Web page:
This is a fictional story of a young woman who has grown up in Virginia in comfortable circumstances in the 1880’s. However, when her mother dies leaving her homeless and mostly poor, her choices are limited for her future. She was not trained (or expects) to work in any useful capacity, she’s not married, she has no marriage prospects, and so where could she go? (Women of the time were expected to be looked after and dependent on their husbands/brothers/cousins etc. no matter how far-reached the connection.) She ends up being sent to live in the wilds of West Texas with a distant cousin and his family, and it is there, where the wind blows strongly across the Plains, that she slowly loses her mind but finds her strength in some other ways.

Sweetwater 1890

Sweetwater 1890

Letty, the protagonist, ends up moving to Sweetwater, Texas, when her mother dies leaving her penniless and homeless. With few resources to pull from, Letty is forced to imagine what her new home will look like, and using the name “Sweetwater” as a guide, she conjures up a green lush world of rolling hills and streams. (Sweetwater is a real-life town in West Texas, and is just about on the High Plains region of the state: few trees, not much water, semi-arid prairie environment, Pioneer type of country and time.)

She is also very naïve and believes everything she is told, so when a friendly stranger on the train west tells her about the evils of the never-ending wind in this area of the world, she takes it to heart and during the long days she spends inside the small and simple house, her school-girl mind embellishes this.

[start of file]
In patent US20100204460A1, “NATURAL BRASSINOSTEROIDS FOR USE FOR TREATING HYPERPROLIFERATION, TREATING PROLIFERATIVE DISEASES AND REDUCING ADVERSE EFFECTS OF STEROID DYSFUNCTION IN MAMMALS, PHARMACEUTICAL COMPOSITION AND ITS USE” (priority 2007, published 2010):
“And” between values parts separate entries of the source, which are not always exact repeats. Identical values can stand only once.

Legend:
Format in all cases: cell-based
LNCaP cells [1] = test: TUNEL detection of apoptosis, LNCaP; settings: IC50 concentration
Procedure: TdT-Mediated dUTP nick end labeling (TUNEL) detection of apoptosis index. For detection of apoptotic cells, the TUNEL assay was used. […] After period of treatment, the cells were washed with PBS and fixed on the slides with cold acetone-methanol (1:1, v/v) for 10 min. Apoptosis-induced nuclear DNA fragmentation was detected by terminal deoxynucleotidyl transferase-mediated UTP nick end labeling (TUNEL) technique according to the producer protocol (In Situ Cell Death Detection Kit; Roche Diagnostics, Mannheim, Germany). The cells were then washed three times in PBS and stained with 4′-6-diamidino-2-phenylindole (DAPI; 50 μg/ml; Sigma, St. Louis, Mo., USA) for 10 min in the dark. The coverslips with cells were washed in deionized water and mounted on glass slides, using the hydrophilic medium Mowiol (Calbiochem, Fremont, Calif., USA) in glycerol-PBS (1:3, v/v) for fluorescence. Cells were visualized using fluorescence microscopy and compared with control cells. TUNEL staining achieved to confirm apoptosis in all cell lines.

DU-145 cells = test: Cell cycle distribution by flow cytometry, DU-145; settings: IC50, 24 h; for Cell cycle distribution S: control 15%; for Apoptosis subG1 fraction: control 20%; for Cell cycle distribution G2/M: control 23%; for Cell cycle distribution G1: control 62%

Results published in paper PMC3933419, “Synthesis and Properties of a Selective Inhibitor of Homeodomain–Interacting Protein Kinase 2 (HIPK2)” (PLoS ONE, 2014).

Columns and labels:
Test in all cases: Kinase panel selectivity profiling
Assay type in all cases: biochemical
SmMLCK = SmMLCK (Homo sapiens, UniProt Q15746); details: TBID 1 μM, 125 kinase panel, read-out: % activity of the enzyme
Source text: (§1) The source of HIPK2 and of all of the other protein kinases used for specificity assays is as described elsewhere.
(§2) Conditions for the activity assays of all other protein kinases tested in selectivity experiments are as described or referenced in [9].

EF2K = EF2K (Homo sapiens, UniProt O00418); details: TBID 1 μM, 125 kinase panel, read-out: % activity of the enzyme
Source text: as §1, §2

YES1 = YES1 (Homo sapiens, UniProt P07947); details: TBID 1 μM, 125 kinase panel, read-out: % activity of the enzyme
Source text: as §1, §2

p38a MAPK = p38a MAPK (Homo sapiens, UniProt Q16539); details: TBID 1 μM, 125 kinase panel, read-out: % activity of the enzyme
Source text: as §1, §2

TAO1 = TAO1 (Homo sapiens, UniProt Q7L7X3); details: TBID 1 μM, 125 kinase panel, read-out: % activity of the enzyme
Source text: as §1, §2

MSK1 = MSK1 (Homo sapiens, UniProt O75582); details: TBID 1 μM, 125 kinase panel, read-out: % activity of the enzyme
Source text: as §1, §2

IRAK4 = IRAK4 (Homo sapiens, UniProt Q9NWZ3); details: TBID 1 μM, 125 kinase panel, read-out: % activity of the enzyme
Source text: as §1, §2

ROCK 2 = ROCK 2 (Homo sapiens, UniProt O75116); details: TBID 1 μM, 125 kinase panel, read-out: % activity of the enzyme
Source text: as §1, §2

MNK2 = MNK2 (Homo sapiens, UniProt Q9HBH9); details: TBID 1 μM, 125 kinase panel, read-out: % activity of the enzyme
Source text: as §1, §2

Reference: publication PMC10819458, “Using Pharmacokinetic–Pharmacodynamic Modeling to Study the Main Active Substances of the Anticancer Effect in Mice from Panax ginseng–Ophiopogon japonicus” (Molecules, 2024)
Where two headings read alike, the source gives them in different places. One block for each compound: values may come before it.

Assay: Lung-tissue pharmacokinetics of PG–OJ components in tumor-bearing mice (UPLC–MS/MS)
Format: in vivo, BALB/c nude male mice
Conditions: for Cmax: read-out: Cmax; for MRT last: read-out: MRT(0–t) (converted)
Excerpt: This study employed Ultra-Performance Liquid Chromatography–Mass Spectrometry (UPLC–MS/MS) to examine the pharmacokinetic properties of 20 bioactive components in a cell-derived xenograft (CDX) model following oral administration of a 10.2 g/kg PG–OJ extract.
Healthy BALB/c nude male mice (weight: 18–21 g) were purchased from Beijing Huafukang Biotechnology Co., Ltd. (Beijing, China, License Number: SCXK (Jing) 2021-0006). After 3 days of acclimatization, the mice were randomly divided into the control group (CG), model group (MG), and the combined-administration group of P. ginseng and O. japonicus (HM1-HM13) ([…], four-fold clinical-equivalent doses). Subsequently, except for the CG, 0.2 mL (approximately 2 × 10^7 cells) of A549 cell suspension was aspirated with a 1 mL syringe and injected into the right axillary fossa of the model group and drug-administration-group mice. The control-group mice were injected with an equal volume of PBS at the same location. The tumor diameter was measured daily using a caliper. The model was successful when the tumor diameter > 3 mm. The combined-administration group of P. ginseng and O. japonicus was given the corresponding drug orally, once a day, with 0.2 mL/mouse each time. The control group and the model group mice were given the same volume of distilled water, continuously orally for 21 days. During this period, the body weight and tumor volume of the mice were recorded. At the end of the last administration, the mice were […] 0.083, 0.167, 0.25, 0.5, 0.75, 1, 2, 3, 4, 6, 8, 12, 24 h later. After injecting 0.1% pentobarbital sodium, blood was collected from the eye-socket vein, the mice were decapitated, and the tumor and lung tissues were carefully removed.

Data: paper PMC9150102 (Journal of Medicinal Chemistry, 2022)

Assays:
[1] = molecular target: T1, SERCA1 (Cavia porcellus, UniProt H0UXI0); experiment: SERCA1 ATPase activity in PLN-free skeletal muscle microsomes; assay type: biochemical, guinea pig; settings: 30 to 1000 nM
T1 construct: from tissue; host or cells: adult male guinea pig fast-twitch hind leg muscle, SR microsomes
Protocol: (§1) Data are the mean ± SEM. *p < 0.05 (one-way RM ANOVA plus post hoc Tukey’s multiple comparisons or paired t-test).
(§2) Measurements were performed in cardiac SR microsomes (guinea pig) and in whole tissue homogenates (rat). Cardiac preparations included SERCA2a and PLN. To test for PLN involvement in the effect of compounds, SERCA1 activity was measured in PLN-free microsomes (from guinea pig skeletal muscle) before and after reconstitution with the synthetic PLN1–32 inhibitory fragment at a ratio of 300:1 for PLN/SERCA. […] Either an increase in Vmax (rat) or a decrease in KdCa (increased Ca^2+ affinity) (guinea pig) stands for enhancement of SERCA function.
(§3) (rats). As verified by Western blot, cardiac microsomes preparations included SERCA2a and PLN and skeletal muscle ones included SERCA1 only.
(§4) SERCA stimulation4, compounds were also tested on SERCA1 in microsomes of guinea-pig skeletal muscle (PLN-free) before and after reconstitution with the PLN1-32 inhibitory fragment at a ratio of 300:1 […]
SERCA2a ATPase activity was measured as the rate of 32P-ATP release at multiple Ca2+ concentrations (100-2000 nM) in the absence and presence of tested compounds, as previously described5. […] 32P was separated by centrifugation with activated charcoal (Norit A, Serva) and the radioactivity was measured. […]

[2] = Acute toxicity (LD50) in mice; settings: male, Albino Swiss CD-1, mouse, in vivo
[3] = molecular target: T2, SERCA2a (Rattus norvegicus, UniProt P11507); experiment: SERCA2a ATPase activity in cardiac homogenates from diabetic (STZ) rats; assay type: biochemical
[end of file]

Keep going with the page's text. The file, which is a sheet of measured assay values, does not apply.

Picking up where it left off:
Unhappy and lonely in her distant cousin’s house, teaching children who don’t want to be taught and feeling in the way, Letty becomes very unhappy. The plains are not developed with towns, Sweetwater just having a few houses, and so there is little to do and even less to look at apart from the wide vast prairie. The wind has little to break against, and with so little to occupy her mind, Letty obsesses over her sad new life and sees no relief. Scarborough develops the wind into a character in its own right, and as time passes, Letty’s mind wanders and she ends up terrifying herself with the continuous wind. Her boredom turns her fear into an obsession and the wind ends up determining her life. (Well, it’s really Letty who determines it, but she would far rather blame the wind.)

Sweetwater 1880 courthouse

Sweetwater 1880 courthouse

This was written by Scarborough but was published anonymously when it was first released, a marketing ploy by the publisher to sell more copies. However, unflattering as the story is about West Texas and published at a time when Texas was still clamoring for businesses to come, the Chambers of Commerce in the state were really fuming when they first read it and viewed the unknown author and the publisher’s decision to publish it anonymously as “lily-livered varmit” type cowards. How could someone publish such ugly fiction when West Texas needs all the economic development it could get? The horrors.

So the book had a mixed reception at first: general readers liked the story (not best-seller standards, but not too shoddy), and the business-related groups were angered by it. Scarborough was reportedly not in agreement with the publishers about the anonymity strategy, but left announcing her name as author so late in the process that it really had little impact on her publishing career in the end.